Dozens have so far been rescued from the rubble of the 80-room Xinjia hotel in Quanzhou city (AFP Photo/STR)

Title: Re: Coronavirus Thread.
Post by: Flex on March 08, 2020, 12:52:32 PM
Costa Magica ban blow for Tobago.
BY COREY CONNELLY (NEWSDAY).


The Tobago business community has welcomed Government's decision to ban the Italian cruise ship, Costa Magica, from entering local shores over fear that some of its passengers may have been exposed to the coronavirus (covid19).

However, they said their businesses would suffer losses.

Tobago Hotel and Tourism Association vice-president Carol-Ann Birchwood James told Sunday Newsday the businesses, including hers, benefit tremendously from the patronage of tourists on board the cruise ship.

She said the Costa Magica, which has a capacity to accommodate about 4,000 passengers and 1,000 crew members, is the largest of all the cruise ships that dock in Tobago during the season.

Birchwood-James said its passengers mostly come from France, Italy, Guadeloupe and Martinique.

"So, that is the biggest cruise ship and the black French people especially, they buy a lot of stuff because I have a booth opposite the port. I sell dresses and we get good sales from them. So, it is a blow for us," she said.

The Costa Magica, which brought tourists to Tobago several weeks ago, was expected to dock at the Scarborough Port, today, but Government banned the vessel from sailing to the island because of concerns about the spread of the coronavirus, which has already affected an estimated 100,000 people around the world.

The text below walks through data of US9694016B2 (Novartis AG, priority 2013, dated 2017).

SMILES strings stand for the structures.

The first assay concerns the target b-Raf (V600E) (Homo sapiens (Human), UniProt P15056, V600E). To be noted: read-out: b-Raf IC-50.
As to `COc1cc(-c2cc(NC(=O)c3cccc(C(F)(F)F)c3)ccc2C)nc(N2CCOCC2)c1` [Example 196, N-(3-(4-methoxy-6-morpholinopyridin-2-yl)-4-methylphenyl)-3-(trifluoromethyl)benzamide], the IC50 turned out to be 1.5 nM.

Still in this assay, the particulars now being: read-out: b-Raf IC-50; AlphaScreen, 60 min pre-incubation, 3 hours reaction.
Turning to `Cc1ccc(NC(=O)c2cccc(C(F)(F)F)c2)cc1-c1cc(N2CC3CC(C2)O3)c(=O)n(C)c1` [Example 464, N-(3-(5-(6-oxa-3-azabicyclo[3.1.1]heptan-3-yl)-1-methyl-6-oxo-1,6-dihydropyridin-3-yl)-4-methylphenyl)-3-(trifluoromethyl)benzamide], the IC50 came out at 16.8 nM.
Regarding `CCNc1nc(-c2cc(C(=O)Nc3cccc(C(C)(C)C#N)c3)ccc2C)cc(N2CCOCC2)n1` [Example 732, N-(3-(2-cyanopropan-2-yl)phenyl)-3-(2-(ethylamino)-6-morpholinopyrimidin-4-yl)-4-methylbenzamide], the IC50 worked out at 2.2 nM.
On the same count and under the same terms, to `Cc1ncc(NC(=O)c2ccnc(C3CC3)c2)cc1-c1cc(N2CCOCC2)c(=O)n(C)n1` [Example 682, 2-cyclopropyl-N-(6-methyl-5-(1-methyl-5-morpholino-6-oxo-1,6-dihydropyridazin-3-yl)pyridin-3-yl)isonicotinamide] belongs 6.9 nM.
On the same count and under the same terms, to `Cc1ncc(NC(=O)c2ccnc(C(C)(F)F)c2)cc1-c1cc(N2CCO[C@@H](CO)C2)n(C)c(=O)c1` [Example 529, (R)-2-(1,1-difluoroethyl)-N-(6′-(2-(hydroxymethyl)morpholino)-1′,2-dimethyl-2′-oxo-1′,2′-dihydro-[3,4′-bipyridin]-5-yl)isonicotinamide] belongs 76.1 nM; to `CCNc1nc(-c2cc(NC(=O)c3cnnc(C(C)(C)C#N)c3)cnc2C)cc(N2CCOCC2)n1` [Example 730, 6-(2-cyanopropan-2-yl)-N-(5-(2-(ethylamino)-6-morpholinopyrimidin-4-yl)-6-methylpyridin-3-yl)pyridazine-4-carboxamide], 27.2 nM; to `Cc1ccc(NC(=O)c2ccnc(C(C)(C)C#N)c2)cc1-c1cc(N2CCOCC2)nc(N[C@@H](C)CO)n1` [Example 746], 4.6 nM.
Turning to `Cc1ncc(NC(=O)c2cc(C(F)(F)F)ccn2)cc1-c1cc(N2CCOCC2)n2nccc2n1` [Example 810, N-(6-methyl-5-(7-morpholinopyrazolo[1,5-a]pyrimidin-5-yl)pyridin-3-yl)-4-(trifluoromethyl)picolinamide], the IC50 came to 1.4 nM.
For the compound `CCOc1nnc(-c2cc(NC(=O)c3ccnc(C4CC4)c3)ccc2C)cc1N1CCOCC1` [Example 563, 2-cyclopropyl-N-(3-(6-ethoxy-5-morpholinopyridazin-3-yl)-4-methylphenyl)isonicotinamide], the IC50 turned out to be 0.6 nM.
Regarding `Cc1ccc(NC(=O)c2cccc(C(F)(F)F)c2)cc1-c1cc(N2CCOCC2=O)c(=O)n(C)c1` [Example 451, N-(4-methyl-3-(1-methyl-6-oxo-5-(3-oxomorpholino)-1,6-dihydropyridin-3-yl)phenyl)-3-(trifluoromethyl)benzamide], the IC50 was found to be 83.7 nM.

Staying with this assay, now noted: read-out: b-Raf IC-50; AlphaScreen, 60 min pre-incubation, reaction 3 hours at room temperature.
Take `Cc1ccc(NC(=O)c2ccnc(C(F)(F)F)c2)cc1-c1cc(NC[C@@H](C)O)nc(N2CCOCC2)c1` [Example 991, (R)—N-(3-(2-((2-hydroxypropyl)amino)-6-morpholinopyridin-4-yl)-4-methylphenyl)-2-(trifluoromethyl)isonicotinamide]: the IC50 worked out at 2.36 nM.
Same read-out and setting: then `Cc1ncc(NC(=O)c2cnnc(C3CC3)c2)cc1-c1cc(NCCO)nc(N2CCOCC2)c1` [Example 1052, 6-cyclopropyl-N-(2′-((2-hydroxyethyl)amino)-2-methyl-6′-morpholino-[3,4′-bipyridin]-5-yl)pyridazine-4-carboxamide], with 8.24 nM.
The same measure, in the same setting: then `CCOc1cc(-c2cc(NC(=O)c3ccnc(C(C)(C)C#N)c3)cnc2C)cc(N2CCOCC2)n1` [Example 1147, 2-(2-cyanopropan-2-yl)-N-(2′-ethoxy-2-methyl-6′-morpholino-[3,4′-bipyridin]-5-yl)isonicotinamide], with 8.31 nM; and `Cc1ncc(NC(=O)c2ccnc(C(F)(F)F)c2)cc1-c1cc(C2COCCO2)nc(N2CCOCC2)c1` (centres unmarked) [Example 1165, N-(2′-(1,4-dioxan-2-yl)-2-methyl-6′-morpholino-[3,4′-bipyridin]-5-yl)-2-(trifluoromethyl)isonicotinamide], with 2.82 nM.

Government was especially fearful of non-nationals from China, Italy, Iran, Singapore and South Korea, contracting the virus and bringing it to TT. These countries already have reported confirmed cases of covid19. People would have been allowed into TT only if they were away from their countries for a period of 14 days. The policy does not apply to national or permanent residents. There are no confirmed cases of covid19 in TT currently.

Birchwood-James said though, a ban has not been imposed on the Viking Princess, which is expected to dock at the port today. The cruise ship, which originates from Brazil, has a capacity to hold 900 passengers. She is hoping businessmen will receive some patronage from the tourists on the vessel. "We are going out there in faith."